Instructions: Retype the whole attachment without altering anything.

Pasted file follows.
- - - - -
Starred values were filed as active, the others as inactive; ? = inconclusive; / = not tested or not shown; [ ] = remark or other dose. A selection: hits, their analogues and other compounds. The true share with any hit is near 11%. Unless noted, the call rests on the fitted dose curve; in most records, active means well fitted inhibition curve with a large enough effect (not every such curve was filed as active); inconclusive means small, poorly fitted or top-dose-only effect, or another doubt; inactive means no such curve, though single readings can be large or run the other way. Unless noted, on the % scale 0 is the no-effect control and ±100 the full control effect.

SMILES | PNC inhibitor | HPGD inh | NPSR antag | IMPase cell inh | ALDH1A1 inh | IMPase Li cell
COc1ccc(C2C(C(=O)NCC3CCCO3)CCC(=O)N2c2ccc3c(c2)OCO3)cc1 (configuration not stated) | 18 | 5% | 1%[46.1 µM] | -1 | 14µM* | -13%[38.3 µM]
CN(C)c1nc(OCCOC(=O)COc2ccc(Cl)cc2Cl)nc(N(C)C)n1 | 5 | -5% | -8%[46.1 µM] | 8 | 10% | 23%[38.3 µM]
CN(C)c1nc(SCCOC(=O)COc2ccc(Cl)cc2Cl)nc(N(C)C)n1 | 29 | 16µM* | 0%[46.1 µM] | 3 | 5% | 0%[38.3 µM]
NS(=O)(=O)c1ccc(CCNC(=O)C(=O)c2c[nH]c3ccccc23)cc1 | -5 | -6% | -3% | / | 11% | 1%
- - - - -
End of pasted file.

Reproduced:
Starred values were filed as active, the others as inactive; ? = inconclusive; / = not tested or not shown; [ ] = remark or other dose. A selection: hits, their analogues and other compounds. The true share with any hit is near 11%. Unless noted, the call rests on the fitted dose curve; in most records, active means well fitted inhibition curve with a large enough effect (not every such curve was filed as active); inconclusive means small, poorly fitted or top-dose-only effect, or another doubt; inactive means no such curve, though single readings can be large or run the other way. Unless noted, on the % scale 0 is the no-effect control and ±100 the full control effect.

SMILES | PNC inhibitor | HPGD inh | NPSR antag | IMPase cell inh | ALDH1A1 inh | IMPase Li cell
COc1ccc(C2C(C(=O)NCC3CCCO3)CCC(=O)N2c2ccc3c(c2)OCO3)cc1 (configuration not stated) | 18 | 5% | 1%[46.1 µM] | -1 | 14µM* | -13%[38.3 µM]
CN(C)c1nc(OCCOC(=O)COc2ccc(Cl)cc2Cl)nc(N(C)C)n1 | 5 | -5% | -8%[46.1 µM] | 8 | 10% | 23%[38.3 µM]
CN(C)c1nc(SCCOC(=O)COc2ccc(Cl)cc2Cl)nc(N(C)C)n1 | 29 | 16µM* | 0%[46.1 µM] | 3 | 5% | 0%[38.3 µM]
NS(=O)(=O)c1ccc(CCNC(=O)C(=O)c2c[nH]c3ccccc23)cc1 | -5 | -6% | -3% | / | 11% | 1%